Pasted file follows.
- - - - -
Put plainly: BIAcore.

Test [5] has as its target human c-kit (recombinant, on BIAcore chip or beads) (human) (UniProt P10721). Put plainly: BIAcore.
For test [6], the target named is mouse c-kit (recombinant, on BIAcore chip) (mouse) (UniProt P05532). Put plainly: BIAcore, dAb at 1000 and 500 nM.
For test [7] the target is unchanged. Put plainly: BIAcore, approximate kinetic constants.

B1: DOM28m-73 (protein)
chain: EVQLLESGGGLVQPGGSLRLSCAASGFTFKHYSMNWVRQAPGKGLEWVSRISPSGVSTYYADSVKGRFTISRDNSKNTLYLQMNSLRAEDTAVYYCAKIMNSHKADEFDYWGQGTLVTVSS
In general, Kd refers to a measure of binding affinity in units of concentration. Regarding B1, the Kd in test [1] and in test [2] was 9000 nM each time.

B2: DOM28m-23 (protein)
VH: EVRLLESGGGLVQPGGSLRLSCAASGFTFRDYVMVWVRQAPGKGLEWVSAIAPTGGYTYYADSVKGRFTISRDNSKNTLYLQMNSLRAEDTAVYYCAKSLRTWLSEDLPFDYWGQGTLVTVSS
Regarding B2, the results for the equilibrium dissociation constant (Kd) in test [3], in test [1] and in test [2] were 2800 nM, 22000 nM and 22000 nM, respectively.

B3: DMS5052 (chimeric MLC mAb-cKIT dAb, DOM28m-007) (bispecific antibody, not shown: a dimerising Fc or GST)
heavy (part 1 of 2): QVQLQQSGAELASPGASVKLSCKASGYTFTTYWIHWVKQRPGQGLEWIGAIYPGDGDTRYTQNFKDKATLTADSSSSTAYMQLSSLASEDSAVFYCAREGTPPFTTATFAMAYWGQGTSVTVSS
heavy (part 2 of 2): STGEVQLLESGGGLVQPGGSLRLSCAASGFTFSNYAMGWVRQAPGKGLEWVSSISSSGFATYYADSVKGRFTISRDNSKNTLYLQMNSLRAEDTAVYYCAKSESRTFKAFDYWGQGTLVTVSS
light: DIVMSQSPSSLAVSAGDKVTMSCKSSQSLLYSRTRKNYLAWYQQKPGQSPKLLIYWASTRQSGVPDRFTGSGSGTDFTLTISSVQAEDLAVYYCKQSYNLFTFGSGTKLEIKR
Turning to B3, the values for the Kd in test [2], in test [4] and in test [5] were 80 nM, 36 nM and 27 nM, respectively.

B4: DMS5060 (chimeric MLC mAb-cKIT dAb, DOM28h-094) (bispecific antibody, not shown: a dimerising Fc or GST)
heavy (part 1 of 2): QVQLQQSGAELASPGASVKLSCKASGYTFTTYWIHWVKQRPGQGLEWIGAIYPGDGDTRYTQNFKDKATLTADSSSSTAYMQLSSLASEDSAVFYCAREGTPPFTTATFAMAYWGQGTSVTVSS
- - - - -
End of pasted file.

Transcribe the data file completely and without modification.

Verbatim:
Put plainly: BIAcore.

Test [5] has as its target human c-kit (recombinant, on BIAcore chip or beads) (human) (UniProt P10721). Put plainly: BIAcore.
For test [6], the target named is mouse c-kit (recombinant, on BIAcore chip) (mouse) (UniProt P05532). Put plainly: BIAcore, dAb at 1000 and 500 nM.
For test [7] the target is unchanged. Put plainly: BIAcore, approximate kinetic constants.

B1: DOM28m-73 (protein)
chain: EVQLLESGGGLVQPGGSLRLSCAASGFTFKHYSMNWVRQAPGKGLEWVSRISPSGVSTYYADSVKGRFTISRDNSKNTLYLQMNSLRAEDTAVYYCAKIMNSHKADEFDYWGQGTLVTVSS
In general, Kd refers to a measure of binding affinity in units of concentration. Regarding B1, the Kd in test [1] and in test [2] was 9000 nM each time.

B2: DOM28m-23 (protein)
VH: EVRLLESGGGLVQPGGSLRLSCAASGFTFRDYVMVWVRQAPGKGLEWVSAIAPTGGYTYYADSVKGRFTISRDNSKNTLYLQMNSLRAEDTAVYYCAKSLRTWLSEDLPFDYWGQGTLVTVSS
Regarding B2, the results for the equilibrium dissociation constant (Kd) in test [3], in test [1] and in test [2] were 2800 nM, 22000 nM and 22000 nM, respectively.

B3: DMS5052 (chimeric MLC mAb-cKIT dAb, DOM28m-007) (bispecific antibody, not shown: a dimerising Fc or GST)
heavy (part 1 of 2): QVQLQQSGAELASPGASVKLSCKASGYTFTTYWIHWVKQRPGQGLEWIGAIYPGDGDTRYTQNFKDKATLTADSSSSTAYMQLSSLASEDSAVFYCAREGTPPFTTATFAMAYWGQGTSVTVSS
heavy (part 2 of 2): STGEVQLLESGGGLVQPGGSLRLSCAASGFTFSNYAMGWVRQAPGKGLEWVSSISSSGFATYYADSVKGRFTISRDNSKNTLYLQMNSLRAEDTAVYYCAKSESRTFKAFDYWGQGTLVTVSS
light: DIVMSQSPSSLAVSAGDKVTMSCKSSQSLLYSRTRKNYLAWYQQKPGQSPKLLIYWASTRQSGVPDRFTGSGSGTDFTLTISSVQAEDLAVYYCKQSYNLFTFGSGTKLEIKR
Turning to B3, the values for the Kd in test [2], in test [4] and in test [5] were 80 nM, 36 nM and 27 nM, respectively.

B4: DMS5060 (chimeric MLC mAb-cKIT dAb, DOM28h-094) (bispecific antibody, not shown: a dimerising Fc or GST)
heavy (part 1 of 2): QVQLQQSGAELASPGASVKLSCKASGYTFTTYWIHWVKQRPGQGLEWIGAIYPGDGDTRYTQNFKDKATLTADSSSSTAYMQLSSLASEDSAVFYCAREGTPPFTTATFAMAYWGQGTSVTVSS